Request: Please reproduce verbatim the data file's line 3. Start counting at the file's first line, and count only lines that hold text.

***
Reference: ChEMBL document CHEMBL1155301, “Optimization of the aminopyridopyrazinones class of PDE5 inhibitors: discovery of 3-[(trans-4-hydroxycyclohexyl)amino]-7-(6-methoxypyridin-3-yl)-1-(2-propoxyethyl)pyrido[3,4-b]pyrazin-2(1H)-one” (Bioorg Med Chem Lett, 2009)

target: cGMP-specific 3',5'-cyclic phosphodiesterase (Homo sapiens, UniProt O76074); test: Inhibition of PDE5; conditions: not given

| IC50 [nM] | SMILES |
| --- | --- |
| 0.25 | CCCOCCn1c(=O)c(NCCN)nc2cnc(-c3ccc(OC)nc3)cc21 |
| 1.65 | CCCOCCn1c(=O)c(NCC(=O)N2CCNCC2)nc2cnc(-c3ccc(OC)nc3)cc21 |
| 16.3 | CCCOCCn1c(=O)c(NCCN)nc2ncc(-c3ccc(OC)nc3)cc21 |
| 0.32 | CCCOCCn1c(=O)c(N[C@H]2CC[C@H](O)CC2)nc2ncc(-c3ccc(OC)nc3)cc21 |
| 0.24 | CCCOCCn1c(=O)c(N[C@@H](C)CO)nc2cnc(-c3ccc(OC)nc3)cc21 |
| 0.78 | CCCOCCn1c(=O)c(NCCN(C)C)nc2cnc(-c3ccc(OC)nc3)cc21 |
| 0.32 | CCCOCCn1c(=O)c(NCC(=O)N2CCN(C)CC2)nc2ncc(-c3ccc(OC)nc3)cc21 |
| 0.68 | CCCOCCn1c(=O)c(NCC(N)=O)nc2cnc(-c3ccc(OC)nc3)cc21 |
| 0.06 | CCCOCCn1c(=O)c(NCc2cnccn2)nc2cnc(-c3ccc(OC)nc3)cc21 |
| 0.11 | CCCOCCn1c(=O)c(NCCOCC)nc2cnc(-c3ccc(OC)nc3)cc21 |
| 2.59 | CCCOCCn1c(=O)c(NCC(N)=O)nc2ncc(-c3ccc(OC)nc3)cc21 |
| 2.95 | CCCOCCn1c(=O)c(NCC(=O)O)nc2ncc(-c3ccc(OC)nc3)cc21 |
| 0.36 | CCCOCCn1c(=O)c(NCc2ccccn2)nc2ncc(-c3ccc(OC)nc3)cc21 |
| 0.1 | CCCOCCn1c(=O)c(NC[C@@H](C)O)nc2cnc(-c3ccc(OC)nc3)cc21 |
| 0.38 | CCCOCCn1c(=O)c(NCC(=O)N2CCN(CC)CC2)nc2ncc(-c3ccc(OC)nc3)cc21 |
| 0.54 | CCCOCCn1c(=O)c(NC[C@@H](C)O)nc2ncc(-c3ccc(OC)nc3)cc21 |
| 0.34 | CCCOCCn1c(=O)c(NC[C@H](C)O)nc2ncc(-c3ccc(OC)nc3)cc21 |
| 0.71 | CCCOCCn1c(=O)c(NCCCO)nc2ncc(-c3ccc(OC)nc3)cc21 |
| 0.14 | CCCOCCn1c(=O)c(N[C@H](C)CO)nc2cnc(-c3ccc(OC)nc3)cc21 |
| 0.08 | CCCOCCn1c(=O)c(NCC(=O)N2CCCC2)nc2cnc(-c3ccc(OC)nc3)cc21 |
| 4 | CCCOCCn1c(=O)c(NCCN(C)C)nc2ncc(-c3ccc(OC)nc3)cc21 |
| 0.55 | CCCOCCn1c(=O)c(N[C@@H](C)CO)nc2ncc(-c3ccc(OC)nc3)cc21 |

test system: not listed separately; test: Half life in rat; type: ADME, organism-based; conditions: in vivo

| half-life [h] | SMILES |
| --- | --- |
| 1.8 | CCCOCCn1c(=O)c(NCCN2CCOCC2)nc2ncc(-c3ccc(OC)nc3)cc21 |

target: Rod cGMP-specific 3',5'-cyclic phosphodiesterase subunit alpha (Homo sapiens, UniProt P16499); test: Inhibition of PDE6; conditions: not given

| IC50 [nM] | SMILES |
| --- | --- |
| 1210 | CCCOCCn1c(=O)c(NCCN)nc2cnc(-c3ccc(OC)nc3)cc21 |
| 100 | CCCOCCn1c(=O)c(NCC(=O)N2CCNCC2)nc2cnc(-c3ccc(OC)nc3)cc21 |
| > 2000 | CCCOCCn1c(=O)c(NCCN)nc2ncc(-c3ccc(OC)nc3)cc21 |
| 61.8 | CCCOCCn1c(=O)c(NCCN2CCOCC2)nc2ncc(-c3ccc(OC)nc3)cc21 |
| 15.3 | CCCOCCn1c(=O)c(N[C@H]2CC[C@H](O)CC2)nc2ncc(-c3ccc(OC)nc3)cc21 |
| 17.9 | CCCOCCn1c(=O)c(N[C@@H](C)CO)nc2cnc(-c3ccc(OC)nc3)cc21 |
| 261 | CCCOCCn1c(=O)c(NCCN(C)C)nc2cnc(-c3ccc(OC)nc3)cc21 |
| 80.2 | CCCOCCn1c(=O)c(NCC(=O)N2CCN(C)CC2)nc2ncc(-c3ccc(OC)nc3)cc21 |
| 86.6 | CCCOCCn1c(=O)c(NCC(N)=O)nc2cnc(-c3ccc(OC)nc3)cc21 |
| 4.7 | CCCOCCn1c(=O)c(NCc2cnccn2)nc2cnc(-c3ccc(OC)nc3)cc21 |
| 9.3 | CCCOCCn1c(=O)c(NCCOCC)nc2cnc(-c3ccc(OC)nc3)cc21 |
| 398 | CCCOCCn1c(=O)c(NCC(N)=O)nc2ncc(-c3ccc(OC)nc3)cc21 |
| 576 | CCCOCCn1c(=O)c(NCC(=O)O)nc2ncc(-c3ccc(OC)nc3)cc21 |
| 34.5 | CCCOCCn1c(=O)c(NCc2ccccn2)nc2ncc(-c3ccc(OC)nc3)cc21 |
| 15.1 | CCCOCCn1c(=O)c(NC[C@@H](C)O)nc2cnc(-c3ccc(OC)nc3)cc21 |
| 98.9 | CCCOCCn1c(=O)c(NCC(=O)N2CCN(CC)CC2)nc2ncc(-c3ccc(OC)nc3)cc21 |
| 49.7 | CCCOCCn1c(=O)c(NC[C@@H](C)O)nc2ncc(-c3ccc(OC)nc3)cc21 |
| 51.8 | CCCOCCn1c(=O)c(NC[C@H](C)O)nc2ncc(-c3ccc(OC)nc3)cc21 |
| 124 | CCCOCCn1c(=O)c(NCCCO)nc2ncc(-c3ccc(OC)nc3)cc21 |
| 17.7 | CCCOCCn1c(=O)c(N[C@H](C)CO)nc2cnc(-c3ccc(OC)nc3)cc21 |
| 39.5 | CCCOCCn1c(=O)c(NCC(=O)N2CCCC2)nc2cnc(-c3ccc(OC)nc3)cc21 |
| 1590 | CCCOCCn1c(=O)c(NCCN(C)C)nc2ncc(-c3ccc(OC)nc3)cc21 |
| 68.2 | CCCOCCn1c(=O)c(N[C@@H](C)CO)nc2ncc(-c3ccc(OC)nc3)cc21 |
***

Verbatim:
| IC50 [nM] | SMILES |